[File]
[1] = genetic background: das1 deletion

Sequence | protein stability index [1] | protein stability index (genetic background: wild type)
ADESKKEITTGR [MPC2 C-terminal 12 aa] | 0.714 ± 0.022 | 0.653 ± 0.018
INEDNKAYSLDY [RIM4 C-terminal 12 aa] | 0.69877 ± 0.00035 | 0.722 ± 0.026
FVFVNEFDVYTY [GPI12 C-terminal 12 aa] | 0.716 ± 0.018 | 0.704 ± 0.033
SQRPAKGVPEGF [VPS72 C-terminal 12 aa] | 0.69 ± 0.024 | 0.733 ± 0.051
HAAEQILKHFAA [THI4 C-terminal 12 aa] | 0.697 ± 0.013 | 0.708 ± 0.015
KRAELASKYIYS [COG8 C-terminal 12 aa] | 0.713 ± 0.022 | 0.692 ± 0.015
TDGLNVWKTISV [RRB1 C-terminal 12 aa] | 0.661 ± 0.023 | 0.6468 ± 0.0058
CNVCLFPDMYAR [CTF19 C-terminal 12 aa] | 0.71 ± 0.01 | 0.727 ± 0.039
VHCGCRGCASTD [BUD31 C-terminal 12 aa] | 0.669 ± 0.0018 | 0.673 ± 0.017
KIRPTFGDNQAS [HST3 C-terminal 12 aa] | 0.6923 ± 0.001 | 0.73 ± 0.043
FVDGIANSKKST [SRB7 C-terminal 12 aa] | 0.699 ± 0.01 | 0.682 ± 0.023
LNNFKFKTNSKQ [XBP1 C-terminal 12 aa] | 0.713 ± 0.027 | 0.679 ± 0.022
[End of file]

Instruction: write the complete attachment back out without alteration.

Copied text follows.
[1] = genetic background: das1 deletion

Sequence | protein stability index [1] | protein stability index (genetic background: wild type)
ADESKKEITTGR [MPC2 C-terminal 12 aa] | 0.714 ± 0.022 | 0.653 ± 0.018
INEDNKAYSLDY [RIM4 C-terminal 12 aa] | 0.69877 ± 0.00035 | 0.722 ± 0.026
FVFVNEFDVYTY [GPI12 C-terminal 12 aa] | 0.716 ± 0.018 | 0.704 ± 0.033
SQRPAKGVPEGF [VPS72 C-terminal 12 aa] | 0.69 ± 0.024 | 0.733 ± 0.051
HAAEQILKHFAA [THI4 C-terminal 12 aa] | 0.697 ± 0.013 | 0.708 ± 0.015
KRAELASKYIYS [COG8 C-terminal 12 aa] | 0.713 ± 0.022 | 0.692 ± 0.015
TDGLNVWKTISV [RRB1 C-terminal 12 aa] | 0.661 ± 0.023 | 0.6468 ± 0.0058
CNVCLFPDMYAR [CTF19 C-terminal 12 aa] | 0.71 ± 0.01 | 0.727 ± 0.039
VHCGCRGCASTD [BUD31 C-terminal 12 aa] | 0.669 ± 0.0018 | 0.673 ± 0.017
KIRPTFGDNQAS [HST3 C-terminal 12 aa] | 0.6923 ± 0.001 | 0.73 ± 0.043
FVDGIANSKKST [SRB7 C-terminal 12 aa] | 0.699 ± 0.01 | 0.682 ± 0.023
LNNFKFKTNSKQ [XBP1 C-terminal 12 aa] | 0.713 ± 0.027 | 0.679 ± 0.022